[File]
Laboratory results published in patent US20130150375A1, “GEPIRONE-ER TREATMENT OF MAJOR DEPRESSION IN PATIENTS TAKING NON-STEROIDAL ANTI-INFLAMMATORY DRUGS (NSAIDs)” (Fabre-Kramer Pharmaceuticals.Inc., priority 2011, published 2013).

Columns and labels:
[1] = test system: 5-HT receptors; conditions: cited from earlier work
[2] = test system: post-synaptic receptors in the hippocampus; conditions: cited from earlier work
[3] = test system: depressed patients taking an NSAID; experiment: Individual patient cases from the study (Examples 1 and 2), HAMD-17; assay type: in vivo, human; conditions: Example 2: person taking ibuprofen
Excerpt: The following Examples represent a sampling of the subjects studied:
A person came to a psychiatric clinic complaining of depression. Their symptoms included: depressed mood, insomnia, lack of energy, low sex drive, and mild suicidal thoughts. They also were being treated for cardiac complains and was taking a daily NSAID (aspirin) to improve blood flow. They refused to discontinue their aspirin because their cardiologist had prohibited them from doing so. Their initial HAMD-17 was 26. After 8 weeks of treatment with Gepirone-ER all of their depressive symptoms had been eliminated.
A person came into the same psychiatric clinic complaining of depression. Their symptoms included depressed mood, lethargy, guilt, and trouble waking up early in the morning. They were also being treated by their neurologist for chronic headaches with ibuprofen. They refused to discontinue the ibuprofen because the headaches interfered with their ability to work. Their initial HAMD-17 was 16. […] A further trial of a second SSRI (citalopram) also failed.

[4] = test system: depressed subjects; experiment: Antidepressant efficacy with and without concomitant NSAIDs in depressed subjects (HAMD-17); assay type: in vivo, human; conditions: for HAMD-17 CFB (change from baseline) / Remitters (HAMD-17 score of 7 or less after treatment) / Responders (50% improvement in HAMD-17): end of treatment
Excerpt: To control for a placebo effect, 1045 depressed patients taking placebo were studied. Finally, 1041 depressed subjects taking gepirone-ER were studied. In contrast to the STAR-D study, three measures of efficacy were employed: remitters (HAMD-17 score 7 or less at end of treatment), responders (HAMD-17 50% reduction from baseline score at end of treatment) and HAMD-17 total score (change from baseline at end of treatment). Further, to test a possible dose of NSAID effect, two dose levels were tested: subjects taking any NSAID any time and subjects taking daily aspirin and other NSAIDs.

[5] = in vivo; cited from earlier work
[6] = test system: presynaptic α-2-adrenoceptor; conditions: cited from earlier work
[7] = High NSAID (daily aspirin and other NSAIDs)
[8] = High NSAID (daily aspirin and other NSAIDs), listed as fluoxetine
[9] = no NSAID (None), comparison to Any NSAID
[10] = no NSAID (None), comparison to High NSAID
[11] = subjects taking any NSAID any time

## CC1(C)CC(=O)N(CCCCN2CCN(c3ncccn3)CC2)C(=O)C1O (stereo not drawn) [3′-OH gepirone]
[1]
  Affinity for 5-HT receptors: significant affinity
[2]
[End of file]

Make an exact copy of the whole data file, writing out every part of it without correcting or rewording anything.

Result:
Laboratory results published in patent US20130150375A1, “GEPIRONE-ER TREATMENT OF MAJOR DEPRESSION IN PATIENTS TAKING NON-STEROIDAL ANTI-INFLAMMATORY DRUGS (NSAIDs)” (Fabre-Kramer Pharmaceuticals.Inc., priority 2011, published 2013).

Columns and labels:
[1] = test system: 5-HT receptors; conditions: cited from earlier work
[2] = test system: post-synaptic receptors in the hippocampus; conditions: cited from earlier work
[3] = test system: depressed patients taking an NSAID; experiment: Individual patient cases from the study (Examples 1 and 2), HAMD-17; assay type: in vivo, human; conditions: Example 2: person taking ibuprofen
Excerpt: The following Examples represent a sampling of the subjects studied:
A person came to a psychiatric clinic complaining of depression. Their symptoms included: depressed mood, insomnia, lack of energy, low sex drive, and mild suicidal thoughts. They also were being treated for cardiac complains and was taking a daily NSAID (aspirin) to improve blood flow. They refused to discontinue their aspirin because their cardiologist had prohibited them from doing so. Their initial HAMD-17 was 26. After 8 weeks of treatment with Gepirone-ER all of their depressive symptoms had been eliminated.
A person came into the same psychiatric clinic complaining of depression. Their symptoms included depressed mood, lethargy, guilt, and trouble waking up early in the morning. They were also being treated by their neurologist for chronic headaches with ibuprofen. They refused to discontinue the ibuprofen because the headaches interfered with their ability to work. Their initial HAMD-17 was 16. […] A further trial of a second SSRI (citalopram) also failed.

[4] = test system: depressed subjects; experiment: Antidepressant efficacy with and without concomitant NSAIDs in depressed subjects (HAMD-17); assay type: in vivo, human; conditions: for HAMD-17 CFB (change from baseline) / Remitters (HAMD-17 score of 7 or less after treatment) / Responders (50% improvement in HAMD-17): end of treatment
Excerpt: To control for a placebo effect, 1045 depressed patients taking placebo were studied. Finally, 1041 depressed subjects taking gepirone-ER were studied. In contrast to the STAR-D study, three measures of efficacy were employed: remitters (HAMD-17 score 7 or less at end of treatment), responders (HAMD-17 50% reduction from baseline score at end of treatment) and HAMD-17 total score (change from baseline at end of treatment). Further, to test a possible dose of NSAID effect, two dose levels were tested: subjects taking any NSAID any time and subjects taking daily aspirin and other NSAIDs.

[5] = in vivo; cited from earlier work
[6] = test system: presynaptic α-2-adrenoceptor; conditions: cited from earlier work
[7] = High NSAID (daily aspirin and other NSAIDs)
[8] = High NSAID (daily aspirin and other NSAIDs), listed as fluoxetine
[9] = no NSAID (None), comparison to Any NSAID
[10] = no NSAID (None), comparison to High NSAID
[11] = subjects taking any NSAID any time

## CC1(C)CC(=O)N(CCCCN2CCN(c3ncccn3)CC2)C(=O)C1O (stereo not drawn) [3′-OH gepirone]
[1]
  Affinity for 5-HT receptors: significant affinity
[2]